May 22, 2012
BOSTON — The federal government has approved the use of $628 million to implement cost-saving reforms at seven Massachusetts hospitals that treat many of the state’s poorest residents.
A little more than half of the money — $381.3 million — will come from the federal government and will be phased in over 3 years.
The hospitals, which include Boston Medical Center, Cambridge Health Alliance and Holyoke Medical Center, serve a disproportionately large number of low-income and Medicaid patients, who are often the most expensive to treat.
JudyAnn Bigby, secretary of the state Executive Office of Health and Human Services, said the funds will be used to develop and implement large cost-saving reforms.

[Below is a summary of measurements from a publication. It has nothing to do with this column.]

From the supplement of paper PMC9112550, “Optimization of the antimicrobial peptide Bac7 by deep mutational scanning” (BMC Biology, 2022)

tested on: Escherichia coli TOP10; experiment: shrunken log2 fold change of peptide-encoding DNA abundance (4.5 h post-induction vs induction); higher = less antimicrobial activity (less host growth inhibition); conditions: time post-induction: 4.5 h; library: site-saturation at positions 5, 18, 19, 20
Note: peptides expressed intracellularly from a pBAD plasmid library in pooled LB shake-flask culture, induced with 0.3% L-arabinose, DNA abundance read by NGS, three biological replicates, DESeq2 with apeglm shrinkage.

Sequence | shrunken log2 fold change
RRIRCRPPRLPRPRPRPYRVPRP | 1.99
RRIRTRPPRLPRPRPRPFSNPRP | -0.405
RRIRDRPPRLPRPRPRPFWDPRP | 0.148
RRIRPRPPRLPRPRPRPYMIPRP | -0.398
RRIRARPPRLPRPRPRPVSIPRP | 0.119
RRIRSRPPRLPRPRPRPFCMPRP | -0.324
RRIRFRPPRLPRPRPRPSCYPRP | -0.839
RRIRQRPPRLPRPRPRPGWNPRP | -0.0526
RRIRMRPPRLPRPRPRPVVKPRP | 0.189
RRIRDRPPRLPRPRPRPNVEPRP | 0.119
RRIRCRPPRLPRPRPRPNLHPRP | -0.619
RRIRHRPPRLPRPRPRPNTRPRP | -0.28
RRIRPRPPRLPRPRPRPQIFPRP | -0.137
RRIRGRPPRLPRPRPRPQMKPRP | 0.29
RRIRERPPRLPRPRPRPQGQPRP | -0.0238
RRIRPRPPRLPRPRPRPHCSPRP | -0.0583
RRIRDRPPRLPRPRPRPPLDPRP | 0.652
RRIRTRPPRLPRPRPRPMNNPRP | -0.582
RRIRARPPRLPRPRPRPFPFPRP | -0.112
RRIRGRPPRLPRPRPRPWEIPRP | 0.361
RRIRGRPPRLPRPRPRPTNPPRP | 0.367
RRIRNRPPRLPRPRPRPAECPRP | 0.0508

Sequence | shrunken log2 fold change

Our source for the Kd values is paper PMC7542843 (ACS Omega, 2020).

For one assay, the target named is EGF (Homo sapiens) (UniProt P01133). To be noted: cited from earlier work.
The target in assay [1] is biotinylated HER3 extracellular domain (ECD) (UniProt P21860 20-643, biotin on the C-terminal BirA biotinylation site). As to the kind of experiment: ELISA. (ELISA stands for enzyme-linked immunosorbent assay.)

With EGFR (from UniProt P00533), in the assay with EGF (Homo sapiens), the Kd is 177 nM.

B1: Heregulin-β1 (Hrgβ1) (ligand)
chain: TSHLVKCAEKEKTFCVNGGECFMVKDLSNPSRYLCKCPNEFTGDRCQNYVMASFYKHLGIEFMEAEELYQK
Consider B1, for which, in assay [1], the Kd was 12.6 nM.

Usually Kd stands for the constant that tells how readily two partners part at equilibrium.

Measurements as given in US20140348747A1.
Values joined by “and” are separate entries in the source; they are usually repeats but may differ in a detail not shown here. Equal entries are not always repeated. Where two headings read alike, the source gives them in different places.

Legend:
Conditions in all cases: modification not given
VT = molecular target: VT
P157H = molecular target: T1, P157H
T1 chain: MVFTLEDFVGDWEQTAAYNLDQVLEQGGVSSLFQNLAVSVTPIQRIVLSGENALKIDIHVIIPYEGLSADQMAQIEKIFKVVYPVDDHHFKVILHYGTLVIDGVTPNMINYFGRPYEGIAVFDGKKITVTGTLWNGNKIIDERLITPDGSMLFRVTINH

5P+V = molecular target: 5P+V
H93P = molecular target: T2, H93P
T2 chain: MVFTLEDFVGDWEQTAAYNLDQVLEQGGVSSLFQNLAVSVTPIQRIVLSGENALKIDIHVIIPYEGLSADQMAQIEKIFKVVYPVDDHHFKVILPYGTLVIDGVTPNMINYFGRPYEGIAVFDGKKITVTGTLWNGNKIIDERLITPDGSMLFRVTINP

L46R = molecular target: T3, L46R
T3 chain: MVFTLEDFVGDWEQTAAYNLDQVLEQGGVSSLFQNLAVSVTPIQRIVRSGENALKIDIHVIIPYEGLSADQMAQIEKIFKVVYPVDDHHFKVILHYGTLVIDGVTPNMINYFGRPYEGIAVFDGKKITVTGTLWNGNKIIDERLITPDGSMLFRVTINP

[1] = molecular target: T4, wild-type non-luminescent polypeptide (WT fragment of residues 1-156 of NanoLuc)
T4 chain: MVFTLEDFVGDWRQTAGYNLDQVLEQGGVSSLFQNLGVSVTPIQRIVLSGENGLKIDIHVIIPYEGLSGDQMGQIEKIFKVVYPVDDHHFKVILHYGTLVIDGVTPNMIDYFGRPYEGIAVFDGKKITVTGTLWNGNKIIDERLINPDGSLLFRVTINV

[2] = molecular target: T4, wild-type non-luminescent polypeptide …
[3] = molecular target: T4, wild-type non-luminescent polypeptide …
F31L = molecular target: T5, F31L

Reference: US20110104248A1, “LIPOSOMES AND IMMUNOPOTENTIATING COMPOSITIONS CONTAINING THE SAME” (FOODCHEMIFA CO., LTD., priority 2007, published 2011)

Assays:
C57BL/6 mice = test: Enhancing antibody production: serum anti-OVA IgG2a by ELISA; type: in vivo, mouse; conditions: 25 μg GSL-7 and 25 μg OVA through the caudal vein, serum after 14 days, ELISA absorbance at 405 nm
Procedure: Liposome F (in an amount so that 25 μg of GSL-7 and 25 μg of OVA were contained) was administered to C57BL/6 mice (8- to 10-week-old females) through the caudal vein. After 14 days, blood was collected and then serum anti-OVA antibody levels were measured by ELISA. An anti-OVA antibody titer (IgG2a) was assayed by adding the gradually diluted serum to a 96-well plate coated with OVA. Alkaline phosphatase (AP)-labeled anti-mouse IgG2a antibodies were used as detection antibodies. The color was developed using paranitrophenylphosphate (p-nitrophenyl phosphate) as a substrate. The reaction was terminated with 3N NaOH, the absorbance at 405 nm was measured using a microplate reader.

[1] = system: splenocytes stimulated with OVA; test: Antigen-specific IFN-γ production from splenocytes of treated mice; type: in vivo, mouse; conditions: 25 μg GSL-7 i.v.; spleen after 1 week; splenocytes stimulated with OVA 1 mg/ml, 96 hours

"Some of the types of things that hospitals have been working on and will be working on with their proposals are better diabetes management, better collaboration to try to decrease length of stay of people with mental health problems, those types of things," she said.
Bigby added that in the current economic environment, many so-called "safety-net" hospitals are in dire financial straits and struggle to provide care to growing numbers of low-income, uninsured and Medicaid patients. For instance, they often don’t have the money on hand to shift to electronic medical records, even though that change is expected to bring down costs in the long run.
> > READ: The mass.gov press release.
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